Top employers[edit]

According to Gulfport's 2011 Comprehensive Annual Financial Report,[13] the top employers in the city were:

#Employer# of Employees
1Naval Construction Battalion Center5,800
2Memorial Hospital2,894
3Harrison County School District1,649
4Mississippi Power1,253
5Island View Casino1,188
6Gulfport School District900
7Hancock Bank864
8Huntington Ingalls Industries730
9City of Gulfport605


Gulfport's local newspaper is The Sun Herald. It is also served by two television stations, the ABC affiliate WLOX and CBS on WLOX-DT2, the Fox affiliate WXXV, and WXXV Digital signal on Channel 25.2 as NBC 25 NBC affiliate. There are also seven radio stations in the Gulfport area.[14]

Gulfport/Biloxi International Airport/ ANG base[edit]


Gulfport/Biloxi and the Gulf Coast area is served by the Gulfport-Biloxi International Airport.

Scheduled passenger service[edit]


State and Federal Law Enforcement[edit]

Hurricane Katrina[edit]

Damage to Marine Life Oceanarium and Casinos at port facility

On August 29, 2005, Gulfport was hit by the strong eastern side of Hurricane Katrina. Much of the city was flooded or destroyed in one day by the strong, hurricane-force winds which lasted over 16 hours and a storm surge exceeding 28 feet (9 m) in some sections.[15]

Hurricane Katrina damaged over 40 Mississippi libraries, gutting the Gulfport Public Library, first floor, and breaking windows on the second floor, beyond repair, requiring total reconstruction.[16]

The Sun Herald newspaper in Biloxi-Gulfport, under the executive editor Stanley R. Tiner, won the 2006 Pulitzer Prize in journalism for its Katrina coverage.

Notable people[edit]

See also[edit]


  1. ^ Gulfport-Biloxi-Pascagoula, Mississippi Combined Statistical Area
  2. ^
  3. ^
  4. ^
  5. ^
  6. ^ "US Gazetteer files: 2010, 2000, and 1990". United States Census Bureau. 2011-02-12. Retrieved 2011-04-23. 
  7. ^ "NowData - NOAA Online Weather Data". National Oceanic and Atmospheric Administration. Retrieved 2013-11-24. 
  8. ^ United States Census Bureau. "Census of Population and Housing". Retrieved September 2, 2013. 
  9. ^ "Annual Estimates of the Resident Population: April 1, 2010 to July 1, 2012". Retrieved September 2, 2013.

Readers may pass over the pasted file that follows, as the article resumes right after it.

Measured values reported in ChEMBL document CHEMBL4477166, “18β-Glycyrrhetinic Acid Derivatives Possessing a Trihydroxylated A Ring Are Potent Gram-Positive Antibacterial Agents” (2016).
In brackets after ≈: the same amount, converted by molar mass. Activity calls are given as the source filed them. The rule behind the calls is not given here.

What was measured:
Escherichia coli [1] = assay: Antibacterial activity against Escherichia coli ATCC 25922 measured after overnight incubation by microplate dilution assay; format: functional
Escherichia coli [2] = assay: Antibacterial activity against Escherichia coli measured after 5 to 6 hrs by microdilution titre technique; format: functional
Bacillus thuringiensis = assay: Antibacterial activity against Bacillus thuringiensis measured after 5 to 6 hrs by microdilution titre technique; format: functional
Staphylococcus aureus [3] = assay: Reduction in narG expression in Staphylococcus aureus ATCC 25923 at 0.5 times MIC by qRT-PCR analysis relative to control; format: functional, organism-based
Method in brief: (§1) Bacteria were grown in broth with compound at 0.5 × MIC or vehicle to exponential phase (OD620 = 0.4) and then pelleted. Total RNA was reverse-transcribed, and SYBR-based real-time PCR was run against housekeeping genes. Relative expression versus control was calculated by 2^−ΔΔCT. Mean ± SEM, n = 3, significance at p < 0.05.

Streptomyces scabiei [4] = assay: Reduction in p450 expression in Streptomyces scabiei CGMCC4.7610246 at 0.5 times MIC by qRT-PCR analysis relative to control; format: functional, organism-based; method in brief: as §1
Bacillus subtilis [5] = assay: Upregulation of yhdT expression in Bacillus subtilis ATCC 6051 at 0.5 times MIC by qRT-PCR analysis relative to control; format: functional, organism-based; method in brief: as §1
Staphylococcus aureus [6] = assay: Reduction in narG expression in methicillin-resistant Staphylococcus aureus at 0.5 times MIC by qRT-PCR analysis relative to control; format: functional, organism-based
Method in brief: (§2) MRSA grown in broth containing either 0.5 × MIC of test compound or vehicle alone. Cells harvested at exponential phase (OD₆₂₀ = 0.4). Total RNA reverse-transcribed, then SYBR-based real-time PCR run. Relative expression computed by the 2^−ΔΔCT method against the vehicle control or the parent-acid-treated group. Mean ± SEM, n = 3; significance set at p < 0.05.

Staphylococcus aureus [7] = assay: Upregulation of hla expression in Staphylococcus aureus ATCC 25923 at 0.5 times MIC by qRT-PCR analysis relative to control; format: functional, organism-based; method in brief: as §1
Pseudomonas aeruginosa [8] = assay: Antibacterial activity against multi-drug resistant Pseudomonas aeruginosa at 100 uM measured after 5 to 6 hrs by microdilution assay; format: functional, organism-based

10. ^ Mississippi Gulf Coast Community College, Jefferson Davis Campus
  11. ^ William Carey University, Tradition Campus
  12. ^ USM, Gulf Park Campus
  13. ^ City of Gulfport CAFR
  14. ^ "Radio Stations in Gulfport MS". Retrieved 2008-03-12. 
  15. ^ Gary Tuchman, Transcript of "Anderson Cooper 360 Degrees" (2006-08-29) 19:00 ET, CNN, web: CNN-ACooper082906: GARY TUCHMAN, CNN Correspondent: Responds to Anderson Cooper that it felt like it would never end, saying winds were at least 100 miles per hour in Gulfport for seven hours, between about 7:00 a.m. and 2:00 p.m. For another five or six hours, on each side of that, they [Gulfport] had hurricane-force winds over 75 miles per hour; much of the city [Gulfport, Mississippi, in Harrison County] of 71,000 was then under water.
  16. ^ "Hurricane Katrina Related Damages to Public Libraries in Mississippi" (September 2005), Mississippi Library Commission, web:ALA-Katrina.
  17. ^ "The city of Gulfport honors Mahmoud Abdul-Rauf". WLOX13. Retrieved November 27, 2013. 
  18. ^ John H. Lang, History of Harrison County, Mississippi Dixie Press, 1935, p. 135
  19. ^ Reagan appointee
  20. ^ William Joel Blass Retrieved 2014-05-16.
  21. ^ "Timmy Bowers". NBA Development League. Retrieved November 27, 2013. 
  22. ^ "Rod Davis". Retrieved November 27, 2013. 
  23. ^ "Brett Favre". Retrieved November 27, 2013. 
  24. ^ "Hardy (William H. and Sallie J.) Papers". The University of Southern Mississippi -- McCain Library and Archives. Retrieved November 27, 2013. 
  25. ^ "Josh Hayes". AMA Pro Racing. Retrieved November 27, 2013. 
  26. ^ University of Mississippi News: Attorney Boyce Holleman Remembered By Sons with $100,000 Gift to Law School Retrieved 2014-05-16.
  27. ^ Port of Gulfport (USA) / Mississippi State Port Authority (ID: 36200). Port of Gulfport (USA). p. 2. 
  28. ^ "Matt Lawton Stats". AMA Pro Racing. Retrieved November 27, 2013. 
  29. ^ Billy Hathorn, "Challenging the Status Quo: Rubel Lex Phillips and the Mississippi Republican Party (1963-1967)", The Journal of Mississippi History XLVII, November 1985, No. 4, p. 240-264
  30. ^ "Brittney Reese". USA Tack & Field. Retrieved November 27, 2013. 
  31. ^ "STUART ALLEN ROOSA (COLONEL, USAF, RET.)". NASA. Retrieved November 27, 2013. 
  32. ^ "#12 Tiffany Travis". University Athletic Assoc., Inc. Retrieved November 27, 2013. 
  33. ^ "Natasha Trethewey". Poetry Foundation. Retrieved November 27, 2013. 
  34. ^ "Tim Young". The Baseball Cube. Retrieved November 27, 2013. 

External links[edit]